Upper cabs and crown molding

eleenaSeptember 27, 2012

I remember seeing pix but cannot find the thread to save my life.

If I remember the pix correctly, the cabinets do not go all the way to the ceiling, leaving room for the molding.

So, if the room has crown molding ("moulding"?), is the molding attached to the ceiling or the cabinets (in areas where it meets the cabinets, of course)?

Also, if the molding is ~5" (we have 9' ceilings), how much space should I leave between the cabinet and the ceiling?

Thanks!

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cabmanct

You are talking about tying in existing wall molding to new upper cabinet molding? If so, then the space would be a function of the height of the molding when its "sprung" ie sitting as it normally would. Then there is also the issue of whether your cabinet crown is top mounted or applied onto a fascia plate.
The profiles of all your moldings have to match also.
This something normally designed in autocad, its not that easy.

    Bookmark   September 27, 2012 at 4:44PM
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eleena

No, I'll replace the molding where the cabinets are. I am changing its "profile" anyway (don't know the right word).

From what I have seen, the cabinets are attached to the wall, not the ceiling, and stop 2-3 inches below the ceiling (judging by the pix). The room crown molding then goes in front of the cabinets but IDK how and to what it is attached.

The cabinets themselves do not have a molding. I want them to go to the ceiling, so to speak.

    Bookmark   September 27, 2012 at 5:07PM
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cabmanct

Ok,
Lets say that the top of the cabinet is 3" away from the ceiling.

You need to "mount a fascia" on the top of the cabinet. It will be an L shaped piece of molding, the heel would be screwed into the top of the cabinet to hold it it place.
The top of the fascia is held down a little bit from the ceiling, a little gap of air.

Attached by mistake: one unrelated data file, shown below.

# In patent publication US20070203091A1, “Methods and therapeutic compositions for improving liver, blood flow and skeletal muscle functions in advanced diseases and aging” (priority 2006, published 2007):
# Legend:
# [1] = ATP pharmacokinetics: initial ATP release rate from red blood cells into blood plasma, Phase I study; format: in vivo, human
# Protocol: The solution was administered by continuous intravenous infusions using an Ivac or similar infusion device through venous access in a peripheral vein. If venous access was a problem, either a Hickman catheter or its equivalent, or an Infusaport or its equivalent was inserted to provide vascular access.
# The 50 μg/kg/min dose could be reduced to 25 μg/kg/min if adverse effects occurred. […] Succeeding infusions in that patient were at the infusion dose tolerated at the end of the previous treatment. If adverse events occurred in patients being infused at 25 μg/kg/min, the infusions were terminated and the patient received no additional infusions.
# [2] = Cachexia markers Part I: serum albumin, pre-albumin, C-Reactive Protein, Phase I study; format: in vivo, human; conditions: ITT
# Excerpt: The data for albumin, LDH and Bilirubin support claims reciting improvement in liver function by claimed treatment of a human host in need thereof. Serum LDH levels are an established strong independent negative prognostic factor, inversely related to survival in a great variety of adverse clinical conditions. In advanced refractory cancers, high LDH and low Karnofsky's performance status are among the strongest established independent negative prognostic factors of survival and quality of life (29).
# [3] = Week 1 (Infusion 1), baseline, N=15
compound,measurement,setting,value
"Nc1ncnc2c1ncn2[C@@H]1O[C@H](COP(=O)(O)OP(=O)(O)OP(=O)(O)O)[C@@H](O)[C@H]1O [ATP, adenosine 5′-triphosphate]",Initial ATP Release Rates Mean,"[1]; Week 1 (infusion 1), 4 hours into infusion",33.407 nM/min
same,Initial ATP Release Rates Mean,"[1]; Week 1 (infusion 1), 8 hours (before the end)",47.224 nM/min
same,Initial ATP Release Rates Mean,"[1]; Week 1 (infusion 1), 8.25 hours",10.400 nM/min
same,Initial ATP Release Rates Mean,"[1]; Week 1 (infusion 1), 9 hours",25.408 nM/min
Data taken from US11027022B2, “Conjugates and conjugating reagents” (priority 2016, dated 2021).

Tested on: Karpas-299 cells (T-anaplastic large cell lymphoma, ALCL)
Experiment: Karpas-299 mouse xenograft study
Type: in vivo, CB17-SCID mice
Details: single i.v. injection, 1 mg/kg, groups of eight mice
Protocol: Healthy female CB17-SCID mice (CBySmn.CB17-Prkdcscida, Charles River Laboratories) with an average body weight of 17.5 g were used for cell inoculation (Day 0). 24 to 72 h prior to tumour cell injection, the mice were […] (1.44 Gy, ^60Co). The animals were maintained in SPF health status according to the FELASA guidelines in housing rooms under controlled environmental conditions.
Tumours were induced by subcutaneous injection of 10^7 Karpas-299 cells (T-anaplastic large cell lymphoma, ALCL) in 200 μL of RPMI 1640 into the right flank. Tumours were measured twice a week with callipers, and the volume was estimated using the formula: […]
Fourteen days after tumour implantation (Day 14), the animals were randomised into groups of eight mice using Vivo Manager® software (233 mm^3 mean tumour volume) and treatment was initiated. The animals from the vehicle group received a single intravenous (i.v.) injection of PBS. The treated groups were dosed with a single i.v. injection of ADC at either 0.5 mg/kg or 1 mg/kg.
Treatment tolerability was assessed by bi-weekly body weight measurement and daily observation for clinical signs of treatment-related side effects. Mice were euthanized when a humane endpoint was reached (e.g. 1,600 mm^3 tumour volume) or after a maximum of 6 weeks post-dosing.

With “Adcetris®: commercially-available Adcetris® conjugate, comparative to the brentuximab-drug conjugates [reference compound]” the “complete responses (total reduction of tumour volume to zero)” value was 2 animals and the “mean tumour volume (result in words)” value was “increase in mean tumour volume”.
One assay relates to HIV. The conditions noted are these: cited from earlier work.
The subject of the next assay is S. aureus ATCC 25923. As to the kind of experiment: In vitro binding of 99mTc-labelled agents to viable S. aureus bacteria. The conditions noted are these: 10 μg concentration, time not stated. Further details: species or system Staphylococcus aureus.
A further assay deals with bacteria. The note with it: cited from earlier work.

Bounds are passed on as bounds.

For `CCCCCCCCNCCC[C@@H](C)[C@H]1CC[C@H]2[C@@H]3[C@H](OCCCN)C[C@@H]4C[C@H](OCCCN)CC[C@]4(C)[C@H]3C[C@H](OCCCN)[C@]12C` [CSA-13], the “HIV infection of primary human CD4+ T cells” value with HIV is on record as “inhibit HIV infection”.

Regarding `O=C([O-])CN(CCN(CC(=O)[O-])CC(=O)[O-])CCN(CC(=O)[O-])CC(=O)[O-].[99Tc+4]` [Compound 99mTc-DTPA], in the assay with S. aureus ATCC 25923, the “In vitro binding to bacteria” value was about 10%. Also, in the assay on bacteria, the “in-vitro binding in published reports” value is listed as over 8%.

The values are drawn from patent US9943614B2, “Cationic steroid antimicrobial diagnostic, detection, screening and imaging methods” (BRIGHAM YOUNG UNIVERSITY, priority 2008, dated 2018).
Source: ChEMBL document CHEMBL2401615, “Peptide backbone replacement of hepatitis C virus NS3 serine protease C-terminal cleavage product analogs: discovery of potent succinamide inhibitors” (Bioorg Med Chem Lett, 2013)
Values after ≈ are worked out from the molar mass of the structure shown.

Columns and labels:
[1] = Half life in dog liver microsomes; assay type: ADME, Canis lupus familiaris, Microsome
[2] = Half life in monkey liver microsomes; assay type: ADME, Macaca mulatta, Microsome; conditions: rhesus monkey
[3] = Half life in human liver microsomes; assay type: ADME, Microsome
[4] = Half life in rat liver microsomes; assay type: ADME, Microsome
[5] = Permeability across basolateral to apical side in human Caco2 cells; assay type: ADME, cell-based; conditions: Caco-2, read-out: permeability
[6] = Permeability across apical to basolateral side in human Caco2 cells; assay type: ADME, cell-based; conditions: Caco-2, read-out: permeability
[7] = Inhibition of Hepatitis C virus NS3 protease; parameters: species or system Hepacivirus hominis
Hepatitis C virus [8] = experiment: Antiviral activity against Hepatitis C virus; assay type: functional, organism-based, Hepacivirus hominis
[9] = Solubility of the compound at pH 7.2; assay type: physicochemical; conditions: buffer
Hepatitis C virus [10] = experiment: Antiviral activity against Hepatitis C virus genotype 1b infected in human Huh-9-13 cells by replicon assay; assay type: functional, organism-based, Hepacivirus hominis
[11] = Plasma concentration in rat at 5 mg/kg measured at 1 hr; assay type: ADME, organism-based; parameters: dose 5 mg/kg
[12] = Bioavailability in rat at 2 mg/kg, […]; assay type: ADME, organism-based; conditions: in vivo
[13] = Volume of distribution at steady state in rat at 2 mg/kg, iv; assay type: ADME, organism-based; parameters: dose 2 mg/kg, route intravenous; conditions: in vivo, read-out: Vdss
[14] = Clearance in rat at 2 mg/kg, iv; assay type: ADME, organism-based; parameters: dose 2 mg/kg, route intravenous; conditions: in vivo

Then your crown molding will rest against this fascia and the top of the crown would touch the ceiling.

    Bookmark   September 27, 2012 at 5:28PM
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eleena

Thank you!

So, is 3" is a "standard" gap between the cabinet top and the ceiling?

    Bookmark   September 28, 2012 at 10:45AM
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cabmanct

A 3" drop would give you an appx 4" crown ( depending on the spring angle )There really are no standards set in stone ( except the classical orders ).

    Bookmark   September 28, 2012 at 11:48AM
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eleena

And if the CM is 5" or so, should I leave more room or it does not matter?

I am concerned about being able to open the doors.

Thanks!

    Bookmark   September 28, 2012 at 11:58AM
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AboutToGetDusty

I relied on my contractor and the kitchen designer at Lowes, but my understanding is there is no standard amount of room - but there is a standard on cabinet heights. I chose to go with a shorter upper cab to make sure I had plenty of room for the molding...I wanted the molding to be made to look exactly like the molding original to the rest of the house. It was tricky, but the carpenter did an awesome job. Here is the picture of the cabs just installed, with a piece of profile stock sitting on top (we were playing around with what to do).

    Bookmark   September 28, 2012 at 12:04PM
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AboutToGetDusty

Here's the molding, finished. The carpenter just made it fit with the stock cabinets. I would think about what kind of molding you want, and how many layers (there are so many options from simple to ornate) and make sure you have enough space by ordering the right size upper cabs. I wanted the molding to match the rest of the house, as I said, but I also liked the look of a flat stock in between the dentil and the cabinet. I could have ordered a bigger upper cab and not done that flat piece. Good luck!

    Bookmark   September 28, 2012 at 12:15PM
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AboutToGetDusty

Oops, sorry - here's the picture!

    Bookmark   September 28, 2012 at 12:17PM
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cabmanct

eleena
If you could give me an email address I can send a sketch that should answer your questions
I cant upload a pdf
Steve

    Bookmark   September 28, 2012 at 12:32PM
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eleena

Thank you, AboutToGetDusty, that was helpful!

BTW, I love your screen name. :-)

I don't have any choices for the CM as it is the same around the house. The kitchen has a breakfast nook with no cabs and I am not and I am not going to change the CM there.

Steve,

I have just e-mailed you.

I am not sure if I can receive e-mails from GW. Please let me know on this thread after you send a message, so I know if it does not go through.

Thank you!

    Bookmark   September 28, 2012 at 12:52PM
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eleena